By JOSH DAVIS Ph.D., MAITE BALDA, DAVID ROCK, PAUL MCGINNISS, & LILA DAVACHI
In the ever-changing world of modern business, one constant is the need to learn. With the rapid pace of change and the unpredictability of technologies and markets, there is no way to teach all that is necessary prior to entering the workforce. And continued learning once on the job, is a must. Being able to facilitate rapid learning at significant scale has become a central pillar of the new workplace.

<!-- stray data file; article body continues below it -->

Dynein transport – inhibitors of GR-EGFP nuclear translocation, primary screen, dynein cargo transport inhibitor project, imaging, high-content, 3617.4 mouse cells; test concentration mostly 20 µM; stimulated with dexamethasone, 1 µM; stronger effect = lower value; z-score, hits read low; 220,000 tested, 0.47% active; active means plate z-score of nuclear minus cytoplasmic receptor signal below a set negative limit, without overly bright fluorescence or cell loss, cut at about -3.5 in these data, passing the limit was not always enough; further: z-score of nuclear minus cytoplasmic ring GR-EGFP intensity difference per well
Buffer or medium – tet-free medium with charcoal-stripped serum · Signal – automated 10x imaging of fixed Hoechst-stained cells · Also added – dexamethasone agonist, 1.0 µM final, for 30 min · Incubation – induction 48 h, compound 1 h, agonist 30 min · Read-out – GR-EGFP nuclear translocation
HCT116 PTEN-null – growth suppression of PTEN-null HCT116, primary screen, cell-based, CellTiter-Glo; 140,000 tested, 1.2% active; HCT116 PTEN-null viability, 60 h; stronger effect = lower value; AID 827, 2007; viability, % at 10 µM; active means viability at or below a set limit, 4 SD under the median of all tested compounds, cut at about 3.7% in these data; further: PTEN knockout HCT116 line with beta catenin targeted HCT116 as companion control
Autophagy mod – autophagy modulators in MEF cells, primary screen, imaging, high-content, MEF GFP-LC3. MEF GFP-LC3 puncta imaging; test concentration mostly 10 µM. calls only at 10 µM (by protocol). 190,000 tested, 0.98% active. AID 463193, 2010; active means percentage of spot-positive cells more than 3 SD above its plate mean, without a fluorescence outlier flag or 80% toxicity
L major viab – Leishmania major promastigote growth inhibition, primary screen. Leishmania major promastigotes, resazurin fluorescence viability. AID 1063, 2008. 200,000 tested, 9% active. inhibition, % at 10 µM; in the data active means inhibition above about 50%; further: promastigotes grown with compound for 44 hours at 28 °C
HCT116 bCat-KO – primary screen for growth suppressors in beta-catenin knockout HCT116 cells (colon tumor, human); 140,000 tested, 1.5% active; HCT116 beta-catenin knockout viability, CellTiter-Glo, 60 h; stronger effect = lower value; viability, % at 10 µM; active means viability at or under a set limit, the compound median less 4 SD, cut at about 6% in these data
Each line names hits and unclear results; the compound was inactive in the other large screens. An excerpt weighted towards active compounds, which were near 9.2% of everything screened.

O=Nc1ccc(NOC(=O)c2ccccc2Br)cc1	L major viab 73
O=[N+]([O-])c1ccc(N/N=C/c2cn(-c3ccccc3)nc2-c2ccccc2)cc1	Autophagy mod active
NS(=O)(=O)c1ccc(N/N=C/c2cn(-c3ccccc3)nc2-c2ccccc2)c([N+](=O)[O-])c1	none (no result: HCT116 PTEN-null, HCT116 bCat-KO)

In 2010, Davachi et al. outlined four principles from the neuroscience of learning about how to make ideas stick: Attention, Generation, Emotion, and Spacing, which we called the ‘AGES’ model. Since then, a large body of learning and development practitioners around the globe have learned these basic principles as a foundation for understanding, improving, and reinventing approaches to developing and delivering learning. More recent studies are suggesting new ways to hone the AGES model. We report on the ways that these lessons from neuroscience can add to our toolkits for making learning stick. We suggest that if these principles are addressed, regardless of the other factors in a learning experience, that experience can be one that leads well to lasting learning.
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